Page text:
The United States in no uncertain terms has warned Pakistan and put it on notice by emphasising that Islamabad could lose its status as a privileged military ally if it continues giving safe haven to Afghan terror groups.

A day after President Donald Trump unveiled a new strategy for South Asia, including Afghanistan and Pakistan, Secretary of State Rex Tillerson upped the ante against Islamabad.

Trump had warned that Pakistan's support for the Afghan Taliban and the Haqqani extremist network would have consequences and Tillerson gave a glimpse of what’s in store for Pakistan if it fails to fall in line. Trump administration had taken note of Indian concern about the pan global terror groups which are conducting coordinated attacks on non believers and believers both. There has been an unprecedented increase in attacks on civilians across the globe for the past year.

"We have some leverage," Tillerson told the media, as he explained Trump's speech, "in terms of aid, their status as a non-NATO alliance partner -- all of that can be put on the table."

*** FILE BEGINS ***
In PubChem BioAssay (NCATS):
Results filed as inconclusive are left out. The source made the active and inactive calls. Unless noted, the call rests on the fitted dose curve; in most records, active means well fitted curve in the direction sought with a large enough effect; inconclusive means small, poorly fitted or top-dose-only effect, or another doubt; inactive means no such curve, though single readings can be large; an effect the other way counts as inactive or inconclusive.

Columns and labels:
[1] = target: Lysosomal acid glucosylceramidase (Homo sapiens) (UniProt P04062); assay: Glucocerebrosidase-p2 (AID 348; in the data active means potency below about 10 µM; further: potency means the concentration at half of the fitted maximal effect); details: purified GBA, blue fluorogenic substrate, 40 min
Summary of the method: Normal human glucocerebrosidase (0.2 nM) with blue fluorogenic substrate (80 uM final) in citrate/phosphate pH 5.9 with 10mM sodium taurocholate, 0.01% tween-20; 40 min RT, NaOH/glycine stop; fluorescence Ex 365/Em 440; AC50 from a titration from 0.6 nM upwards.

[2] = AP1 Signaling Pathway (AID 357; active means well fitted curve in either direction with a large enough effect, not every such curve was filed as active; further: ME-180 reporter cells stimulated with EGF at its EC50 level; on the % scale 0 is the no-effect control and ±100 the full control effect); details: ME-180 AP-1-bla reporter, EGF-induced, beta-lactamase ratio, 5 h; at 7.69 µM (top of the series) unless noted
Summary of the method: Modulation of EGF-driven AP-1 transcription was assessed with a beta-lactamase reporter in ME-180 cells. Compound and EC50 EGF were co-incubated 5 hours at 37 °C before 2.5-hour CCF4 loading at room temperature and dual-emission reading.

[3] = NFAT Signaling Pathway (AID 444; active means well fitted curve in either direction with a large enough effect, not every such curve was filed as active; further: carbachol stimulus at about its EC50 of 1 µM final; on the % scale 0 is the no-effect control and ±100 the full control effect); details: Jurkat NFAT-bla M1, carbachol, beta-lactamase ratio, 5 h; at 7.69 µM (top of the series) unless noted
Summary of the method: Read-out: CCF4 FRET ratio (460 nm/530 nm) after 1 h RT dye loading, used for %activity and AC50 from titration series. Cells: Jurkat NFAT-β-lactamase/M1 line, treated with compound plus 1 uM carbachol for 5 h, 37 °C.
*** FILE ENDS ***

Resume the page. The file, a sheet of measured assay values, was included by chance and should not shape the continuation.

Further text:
The Secretary of State's stinging remarks come ahead of his meeting with Pakistani counterpart few days from now. As one of the 16 "Non-NATO major allies," Pakistan benefits from billions of dollars in aid and has access to some advanced US military technology banned from other countries. This loss will really pinch the Pakistan Army and state sponsored terror agency ISI along with ISPR (Inter-Services Public Relations) the think tank behind the policy of using terror as a state instrument.

This year, the US has already withheld $350 million in military funding over concerns Pakistan is not doing enough to fight terror, but the alliance itself was not in question.

Last year, after India's reservations, the US had cancelled sale of F-16 fighter jets to Islamabad. Tillerson said Washington wants to work with Pakistan as it expands its own support for Kabul in the battle against the Taliban, but warned it to close militant safe havens. US seems to be appreciating the work done by India security agencies against terror groups.

Pakistan's critics in the US have also urged Trump to go further, by authorizing US strikes against terrorists inside Pakistan or declaring Pakistan a "state sponsor of terror".

US officials have not yet described the type of measures which could lead to severe sanctions and legal threats to Pakistani officials, but Tillerson did not rule out strikes.

The US has hit targets within Pakistan before, most famously when Barack Obama ordered the US special forces to kill al-Qaida leader Osama Bin Laden. "The President has been clear that we are going to attack terrorists wherever they live," Tillerson explained. There is growing belief in the American establishment that the Pakistani state sponsored terror groups are not only harming India a peace loving and fast developing country but also spreading venom across the globe.